Drink driving is the term used to describe the offence of driving while intoxicated. In any part of the world, drink driving is a serious traffic offence. In NSW, such a traffic offence for first time offenders can attract a significant fine, a good behaviour bond or a community service order and to top it off a conviction on one’s criminal record. There is also the prospect of losing one’s licence. At the time of your having a drink it may not dawn on you but such drink driving offence penalties will have a direct bearing on you personally and professionally if you are relying on your car to get to work or to do you work. For second and or subsequent offenders the penalty will include a heftier fine, a disqualification of your licence and depending on how serious the incident was, there is a chance of a possible prison sentence.
Generally, a driver will be stopped and breathalysed twice, once at the incident or roadside and then again at the police station or in mobile buses. The second reading is what is used to charge you. The higher a person’s prescribed concentration of alcohol, the more serious the penalty you are likely to receive, the greater the fine and the longer the period of licence disqualification. For example, for mid-range drink driving NSW, if it is your first offence you may be penalized by receiving at least six months disqualification from driving this is in addition to a fine and conviction.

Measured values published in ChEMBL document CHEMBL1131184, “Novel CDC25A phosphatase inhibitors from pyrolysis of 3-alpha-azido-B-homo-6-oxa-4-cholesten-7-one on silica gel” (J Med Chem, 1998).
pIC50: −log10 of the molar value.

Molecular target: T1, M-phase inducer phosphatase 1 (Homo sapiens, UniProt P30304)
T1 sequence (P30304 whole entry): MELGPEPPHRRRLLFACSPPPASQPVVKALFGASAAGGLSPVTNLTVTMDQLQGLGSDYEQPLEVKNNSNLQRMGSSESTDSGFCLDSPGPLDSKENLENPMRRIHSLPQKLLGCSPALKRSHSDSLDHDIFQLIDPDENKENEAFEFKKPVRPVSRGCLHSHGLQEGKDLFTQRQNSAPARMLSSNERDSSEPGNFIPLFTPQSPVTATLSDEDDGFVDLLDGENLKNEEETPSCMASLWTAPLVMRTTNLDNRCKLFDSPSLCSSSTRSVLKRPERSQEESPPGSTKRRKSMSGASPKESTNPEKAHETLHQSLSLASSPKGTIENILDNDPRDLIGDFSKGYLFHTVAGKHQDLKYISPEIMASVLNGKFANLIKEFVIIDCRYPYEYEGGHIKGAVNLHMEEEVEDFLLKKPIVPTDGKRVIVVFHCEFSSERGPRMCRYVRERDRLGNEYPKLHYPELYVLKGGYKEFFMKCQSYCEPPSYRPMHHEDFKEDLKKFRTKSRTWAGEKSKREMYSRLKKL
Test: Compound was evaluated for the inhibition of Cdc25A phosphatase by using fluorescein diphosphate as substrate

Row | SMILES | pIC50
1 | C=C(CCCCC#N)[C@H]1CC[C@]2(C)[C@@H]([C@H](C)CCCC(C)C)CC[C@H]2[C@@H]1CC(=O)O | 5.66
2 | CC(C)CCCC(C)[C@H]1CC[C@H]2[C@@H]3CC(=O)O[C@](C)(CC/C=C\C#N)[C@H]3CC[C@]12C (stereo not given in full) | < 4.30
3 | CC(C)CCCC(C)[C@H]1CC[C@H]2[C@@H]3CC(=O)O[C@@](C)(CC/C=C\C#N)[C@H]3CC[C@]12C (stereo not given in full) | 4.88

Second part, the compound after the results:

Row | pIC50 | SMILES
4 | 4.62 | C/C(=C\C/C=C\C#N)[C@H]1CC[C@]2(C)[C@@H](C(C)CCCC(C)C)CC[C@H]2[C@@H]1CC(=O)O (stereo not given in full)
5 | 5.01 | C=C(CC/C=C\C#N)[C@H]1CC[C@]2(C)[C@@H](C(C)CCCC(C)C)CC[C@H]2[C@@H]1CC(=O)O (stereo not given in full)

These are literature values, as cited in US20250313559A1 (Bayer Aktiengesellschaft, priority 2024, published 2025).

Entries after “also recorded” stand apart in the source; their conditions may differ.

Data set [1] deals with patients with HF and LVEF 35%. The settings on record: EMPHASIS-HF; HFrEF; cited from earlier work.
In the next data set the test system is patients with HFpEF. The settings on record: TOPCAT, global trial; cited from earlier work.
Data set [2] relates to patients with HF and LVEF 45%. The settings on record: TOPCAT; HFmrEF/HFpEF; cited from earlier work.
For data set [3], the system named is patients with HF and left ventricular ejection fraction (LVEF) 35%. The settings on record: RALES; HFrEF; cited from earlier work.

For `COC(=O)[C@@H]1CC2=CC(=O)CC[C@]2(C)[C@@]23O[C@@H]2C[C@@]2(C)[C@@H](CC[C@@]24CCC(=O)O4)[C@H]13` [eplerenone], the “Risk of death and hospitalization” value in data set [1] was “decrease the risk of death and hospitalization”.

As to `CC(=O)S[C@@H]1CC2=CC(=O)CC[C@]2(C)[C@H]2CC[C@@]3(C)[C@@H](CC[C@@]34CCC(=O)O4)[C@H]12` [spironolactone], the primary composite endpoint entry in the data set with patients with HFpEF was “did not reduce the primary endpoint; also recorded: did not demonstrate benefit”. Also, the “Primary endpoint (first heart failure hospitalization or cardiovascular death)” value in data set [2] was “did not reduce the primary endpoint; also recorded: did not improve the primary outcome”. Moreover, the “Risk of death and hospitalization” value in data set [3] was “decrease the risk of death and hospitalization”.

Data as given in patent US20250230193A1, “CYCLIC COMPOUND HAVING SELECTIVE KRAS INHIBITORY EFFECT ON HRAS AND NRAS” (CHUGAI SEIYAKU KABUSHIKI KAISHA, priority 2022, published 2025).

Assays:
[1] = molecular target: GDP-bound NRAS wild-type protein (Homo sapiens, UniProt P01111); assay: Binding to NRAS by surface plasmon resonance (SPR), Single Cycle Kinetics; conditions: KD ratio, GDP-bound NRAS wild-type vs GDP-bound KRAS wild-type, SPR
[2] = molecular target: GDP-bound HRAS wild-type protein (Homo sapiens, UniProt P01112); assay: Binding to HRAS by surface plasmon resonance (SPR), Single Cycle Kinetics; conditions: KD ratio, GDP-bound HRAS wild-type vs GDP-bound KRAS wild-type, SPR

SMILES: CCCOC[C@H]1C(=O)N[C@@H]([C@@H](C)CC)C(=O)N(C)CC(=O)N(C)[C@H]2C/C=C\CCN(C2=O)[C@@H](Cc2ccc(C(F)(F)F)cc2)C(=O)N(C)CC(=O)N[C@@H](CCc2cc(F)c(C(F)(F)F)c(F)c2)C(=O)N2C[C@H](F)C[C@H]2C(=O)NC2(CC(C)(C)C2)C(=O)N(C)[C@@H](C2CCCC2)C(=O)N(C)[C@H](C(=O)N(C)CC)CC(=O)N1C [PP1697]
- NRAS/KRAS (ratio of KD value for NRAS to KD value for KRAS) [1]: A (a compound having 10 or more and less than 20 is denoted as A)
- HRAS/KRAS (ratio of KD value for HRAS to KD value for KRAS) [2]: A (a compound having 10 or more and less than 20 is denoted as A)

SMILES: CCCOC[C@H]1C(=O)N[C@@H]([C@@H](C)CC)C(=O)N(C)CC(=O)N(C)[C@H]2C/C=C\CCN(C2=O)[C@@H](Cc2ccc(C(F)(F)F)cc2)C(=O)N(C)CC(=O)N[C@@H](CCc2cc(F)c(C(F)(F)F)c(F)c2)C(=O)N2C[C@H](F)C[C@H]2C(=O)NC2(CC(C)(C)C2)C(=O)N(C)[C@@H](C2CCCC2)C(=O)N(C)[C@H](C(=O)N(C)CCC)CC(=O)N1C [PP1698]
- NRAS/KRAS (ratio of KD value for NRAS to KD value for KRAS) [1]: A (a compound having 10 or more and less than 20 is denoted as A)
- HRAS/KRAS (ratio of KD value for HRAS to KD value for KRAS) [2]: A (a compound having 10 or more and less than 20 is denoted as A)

If you are charged with drink driving you will be issued with a court attendance notice. This notice requires you to attend court on a specific day. When in court you can either plead guilty or not guilty. If you choose to plead not guilty, your case will proceed to a defended hearing. In such a hearing the police will need to prove that you were driving with more than the prescribed concentration of alcohol (PCA) in your system. The police are required to prove this beyond reasonable doubt. In this situation you will need an experienced drink driving lawyer to advise you on different options that can be raised to the charge.
If you alternatively, plead guilty and seek leniency from the magistrate your options are:
Depending on your record, if clean, you can ask the magistrate to issue a Section 10, which imposes no conviction for the offence
Try to persuade the magistrate to reduce the automatic period of disqualification to the minimum
Further, so as to get good results you may furnish the magistrate with character references, an apology letter and undertaking to a Traffic Offenders Program.
However, it must be noted that a mandatory interlock order may apply if you have been convicted of a high range drink driving offence or are a repeat drink driving offender.
Despite the number of offences you may have committed in relation to drink driving, it is strongly recommended that you enlist the services of a drink driving lawyer with the necessary experience and knowledge to represent you in your case.